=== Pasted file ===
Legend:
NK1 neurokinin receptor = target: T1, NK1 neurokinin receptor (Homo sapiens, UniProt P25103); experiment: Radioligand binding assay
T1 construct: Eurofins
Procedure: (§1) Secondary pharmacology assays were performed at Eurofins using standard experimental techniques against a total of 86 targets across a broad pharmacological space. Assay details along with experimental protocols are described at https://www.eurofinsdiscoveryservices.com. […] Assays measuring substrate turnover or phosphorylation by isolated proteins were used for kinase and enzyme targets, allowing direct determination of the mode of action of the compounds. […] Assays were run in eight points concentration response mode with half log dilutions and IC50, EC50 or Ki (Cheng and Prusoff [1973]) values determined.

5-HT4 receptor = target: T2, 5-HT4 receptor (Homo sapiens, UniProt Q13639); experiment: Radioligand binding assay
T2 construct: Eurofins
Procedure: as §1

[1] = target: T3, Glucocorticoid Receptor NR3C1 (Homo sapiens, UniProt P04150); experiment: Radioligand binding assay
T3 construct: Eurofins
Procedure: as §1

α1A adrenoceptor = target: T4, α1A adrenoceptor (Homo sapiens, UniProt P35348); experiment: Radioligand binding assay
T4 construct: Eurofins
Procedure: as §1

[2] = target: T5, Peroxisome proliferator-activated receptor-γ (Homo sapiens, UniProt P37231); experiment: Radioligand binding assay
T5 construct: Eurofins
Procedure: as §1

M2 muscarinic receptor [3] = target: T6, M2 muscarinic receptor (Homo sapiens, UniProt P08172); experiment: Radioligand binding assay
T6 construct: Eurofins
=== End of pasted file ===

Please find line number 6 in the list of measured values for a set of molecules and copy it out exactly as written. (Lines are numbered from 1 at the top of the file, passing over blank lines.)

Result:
T2 construct: Eurofins